This morning’s passage brings us down the road several years later, Sarah is now well into her seventies if not eighties, and Abraham is doubtful of God’s plan for him. In this morning’s passage, God again meets with Abraham and assures him that he and Sarah will spawn a great nation whose numbers will be greater than the number of stars in the sky. And to assure Abraham of his promise, God seals the deal through the searing of the animals he tells Abraham to slaughter.

Time passes, and finally Sarah’s barren womb does produce a child, a son, Isaac. And it is Isaac who carries on the promise as he in time sires twelve sons and the great nation grew from there.

One of the greatest challenges of the human condition is our need for quick results. In a world where most everything is reported in real time as instant results are demanded, it is hard for us to understand how God’s perspective of time is over a much longer period. In the Book of Psalms we are told, “ a thousand years in your sight are like yesterday when it is past, or like a watch in the night.” And often times, when we are willing to participate in God’s plan, we find how God will fulfill God’s promise is often very different from how we would have.

In the case of Abraham and Sarah, it is clear, Abraham anticipated that he and Sarah would produce many children. Who would have ever thought his generation and the promise of a great nation would depend on one and only one child. And, when St. Paul wrote to the Philippians, most were convinced that the second coming was just a week or two away. No one ever thought persecution and over 2000 years would need to pass before the kingdom that Christ declared as imminent would come to pass. And whoever would have thought following God would lead to ongoing hardships while on this earth.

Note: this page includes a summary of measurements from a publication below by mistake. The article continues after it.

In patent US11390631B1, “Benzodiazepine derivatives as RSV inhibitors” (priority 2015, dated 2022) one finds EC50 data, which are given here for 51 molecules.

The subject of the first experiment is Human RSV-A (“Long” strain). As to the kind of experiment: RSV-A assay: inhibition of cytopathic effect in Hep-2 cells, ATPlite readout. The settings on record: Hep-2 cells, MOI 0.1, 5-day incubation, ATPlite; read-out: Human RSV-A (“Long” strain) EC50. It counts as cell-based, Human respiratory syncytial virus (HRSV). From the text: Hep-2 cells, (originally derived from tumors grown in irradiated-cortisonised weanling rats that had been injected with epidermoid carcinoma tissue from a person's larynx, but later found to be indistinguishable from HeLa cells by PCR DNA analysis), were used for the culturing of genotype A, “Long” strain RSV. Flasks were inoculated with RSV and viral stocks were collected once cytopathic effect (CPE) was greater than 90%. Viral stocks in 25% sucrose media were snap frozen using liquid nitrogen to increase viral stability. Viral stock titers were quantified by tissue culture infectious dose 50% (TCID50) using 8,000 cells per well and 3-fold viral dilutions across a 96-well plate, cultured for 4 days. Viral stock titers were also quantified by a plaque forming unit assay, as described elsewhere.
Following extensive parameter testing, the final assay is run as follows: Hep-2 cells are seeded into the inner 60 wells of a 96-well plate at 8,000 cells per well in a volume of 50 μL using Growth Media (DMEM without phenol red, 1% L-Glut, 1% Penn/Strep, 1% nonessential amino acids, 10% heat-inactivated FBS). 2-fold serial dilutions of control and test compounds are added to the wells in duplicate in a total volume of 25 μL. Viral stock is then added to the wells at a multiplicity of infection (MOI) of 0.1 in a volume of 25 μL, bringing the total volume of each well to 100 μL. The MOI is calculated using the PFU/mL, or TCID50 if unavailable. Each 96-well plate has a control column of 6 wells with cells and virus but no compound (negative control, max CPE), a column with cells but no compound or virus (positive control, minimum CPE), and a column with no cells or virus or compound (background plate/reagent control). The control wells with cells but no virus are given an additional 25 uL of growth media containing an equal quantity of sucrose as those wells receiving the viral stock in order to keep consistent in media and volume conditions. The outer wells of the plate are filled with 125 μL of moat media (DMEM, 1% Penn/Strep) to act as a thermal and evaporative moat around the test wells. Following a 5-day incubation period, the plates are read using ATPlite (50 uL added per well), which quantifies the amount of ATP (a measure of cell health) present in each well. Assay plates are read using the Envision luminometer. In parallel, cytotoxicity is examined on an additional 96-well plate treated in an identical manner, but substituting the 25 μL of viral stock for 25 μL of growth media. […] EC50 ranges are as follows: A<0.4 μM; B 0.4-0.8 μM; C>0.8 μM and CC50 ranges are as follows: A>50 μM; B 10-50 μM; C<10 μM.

Certainly those who followed Moses out of Egypt thought that once in the wilderness life would be easier. When in reality, life was different but not easier. Life in the wilderness was hard and one no one was prepared for. No longer was food and housing provided, instead, food had to be foraged and hunted, while shelter needed to be created. As the novelty of being free faded away, the Israelites became frightened. “Should we go back,” they asked, “after all there was food and all we needed in Egypt.” Surely,, we will go hungry and starve in this wilderness.”they thought. But God heard their plea and despite their fear and doubt, God provided manna for them to eat and water rushed forth from the rocks for them to drink.

As we briefly peruse the stories of our ancestors we are constantly being told of how God does provide for the people of God and how we can depend on God to fulfill God’s promises. On the mortal side of the equation we are taught that doubt and faith are not mutually exclusive, and that blind faith is not what God expects from us. Instead, what God asks of us is to heed the words of St. Paul, “to stand firm in the Lord”, and to know, no matter how fearful or uncertain life is, God will provides and keeps God’s promises.

All we need to do. . . is trust in the midst of our doubts and stand firm in the Lord.



One Comment Add yours

  1. Lynn Miller says:

    nice!! I like the story of your Dad to start out the homily. Captured my interest from the start, and developed logically from there! Seems to me that God wants us to think for ourselves and not blindly follow. As we think we perhaps wrestle with our own demons, sometimes doubting still, other times resting in God’s love waiting for understanding.